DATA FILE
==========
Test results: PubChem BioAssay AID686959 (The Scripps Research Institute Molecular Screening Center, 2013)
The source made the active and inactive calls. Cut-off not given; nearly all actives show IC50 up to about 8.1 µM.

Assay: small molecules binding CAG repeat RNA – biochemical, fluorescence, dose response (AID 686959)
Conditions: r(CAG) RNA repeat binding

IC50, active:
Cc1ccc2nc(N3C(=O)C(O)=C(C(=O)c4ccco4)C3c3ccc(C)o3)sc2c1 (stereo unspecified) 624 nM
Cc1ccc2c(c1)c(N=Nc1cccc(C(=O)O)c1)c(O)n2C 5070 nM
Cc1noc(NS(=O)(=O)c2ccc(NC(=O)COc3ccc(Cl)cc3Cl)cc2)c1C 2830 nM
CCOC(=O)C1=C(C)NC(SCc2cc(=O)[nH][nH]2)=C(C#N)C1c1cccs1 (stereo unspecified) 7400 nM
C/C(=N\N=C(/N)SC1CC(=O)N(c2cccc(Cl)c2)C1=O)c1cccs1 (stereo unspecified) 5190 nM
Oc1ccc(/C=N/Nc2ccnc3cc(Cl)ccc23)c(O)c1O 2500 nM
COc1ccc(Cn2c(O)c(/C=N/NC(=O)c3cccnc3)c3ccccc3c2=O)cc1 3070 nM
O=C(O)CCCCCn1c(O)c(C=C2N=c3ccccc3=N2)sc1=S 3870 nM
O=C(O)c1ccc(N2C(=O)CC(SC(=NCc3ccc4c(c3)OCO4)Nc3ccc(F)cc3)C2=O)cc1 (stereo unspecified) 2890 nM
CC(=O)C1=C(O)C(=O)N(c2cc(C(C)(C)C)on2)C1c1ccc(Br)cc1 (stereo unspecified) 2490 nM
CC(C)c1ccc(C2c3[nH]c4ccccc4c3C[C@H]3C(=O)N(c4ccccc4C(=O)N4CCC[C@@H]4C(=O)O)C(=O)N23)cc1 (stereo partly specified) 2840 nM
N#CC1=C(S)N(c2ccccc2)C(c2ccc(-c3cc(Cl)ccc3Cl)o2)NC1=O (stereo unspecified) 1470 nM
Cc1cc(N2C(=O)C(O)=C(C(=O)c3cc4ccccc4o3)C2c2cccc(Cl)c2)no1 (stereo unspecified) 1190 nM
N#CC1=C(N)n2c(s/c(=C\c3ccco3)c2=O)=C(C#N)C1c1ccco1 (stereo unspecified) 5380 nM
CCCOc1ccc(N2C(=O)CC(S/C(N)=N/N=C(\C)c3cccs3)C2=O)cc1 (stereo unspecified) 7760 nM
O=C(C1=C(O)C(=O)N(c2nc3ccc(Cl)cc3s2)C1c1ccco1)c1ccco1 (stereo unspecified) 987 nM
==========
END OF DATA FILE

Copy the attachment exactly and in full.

Test results: PubChem BioAssay AID686959 (The Scripps Research Institute Molecular Screening Center, 2013)
The source made the active and inactive calls. Cut-off not given; nearly all actives show IC50 up to about 8.1 µM.

Assay: small molecules binding CAG repeat RNA – biochemical, fluorescence, dose response (AID 686959)
Conditions: r(CAG) RNA repeat binding

IC50, active:
Cc1ccc2nc(N3C(=O)C(O)=C(C(=O)c4ccco4)C3c3ccc(C)o3)sc2c1 (stereo unspecified) 624 nM
Cc1ccc2c(c1)c(N=Nc1cccc(C(=O)O)c1)c(O)n2C 5070 nM
Cc1noc(NS(=O)(=O)c2ccc(NC(=O)COc3ccc(Cl)cc3Cl)cc2)c1C 2830 nM
CCOC(=O)C1=C(C)NC(SCc2cc(=O)[nH][nH]2)=C(C#N)C1c1cccs1 (stereo unspecified) 7400 nM
C/C(=N\N=C(/N)SC1CC(=O)N(c2cccc(Cl)c2)C1=O)c1cccs1 (stereo unspecified) 5190 nM
Oc1ccc(/C=N/Nc2ccnc3cc(Cl)ccc23)c(O)c1O 2500 nM
COc1ccc(Cn2c(O)c(/C=N/NC(=O)c3cccnc3)c3ccccc3c2=O)cc1 3070 nM
O=C(O)CCCCCn1c(O)c(C=C2N=c3ccccc3=N2)sc1=S 3870 nM
O=C(O)c1ccc(N2C(=O)CC(SC(=NCc3ccc4c(c3)OCO4)Nc3ccc(F)cc3)C2=O)cc1 (stereo unspecified) 2890 nM
CC(=O)C1=C(O)C(=O)N(c2cc(C(C)(C)C)on2)C1c1ccc(Br)cc1 (stereo unspecified) 2490 nM
CC(C)c1ccc(C2c3[nH]c4ccccc4c3C[C@H]3C(=O)N(c4ccccc4C(=O)N4CCC[C@@H]4C(=O)O)C(=O)N23)cc1 (stereo partly specified) 2840 nM
N#CC1=C(S)N(c2ccccc2)C(c2ccc(-c3cc(Cl)ccc3Cl)o2)NC1=O (stereo unspecified) 1470 nM
Cc1cc(N2C(=O)C(O)=C(C(=O)c3cc4ccccc4o3)C2c2cccc(Cl)c2)no1 (stereo unspecified) 1190 nM
N#CC1=C(N)n2c(s/c(=C\c3ccco3)c2=O)=C(C#N)C1c1ccco1 (stereo unspecified) 5380 nM
CCCOc1ccc(N2C(=O)CC(S/C(N)=N/N=C(\C)c3cccs3)C2=O)cc1 (stereo unspecified) 7760 nM
O=C(C1=C(O)C(=O)N(c2nc3ccc(Cl)cc3s2)C1c1ccco1)c1ccco1 (stereo unspecified) 987 nM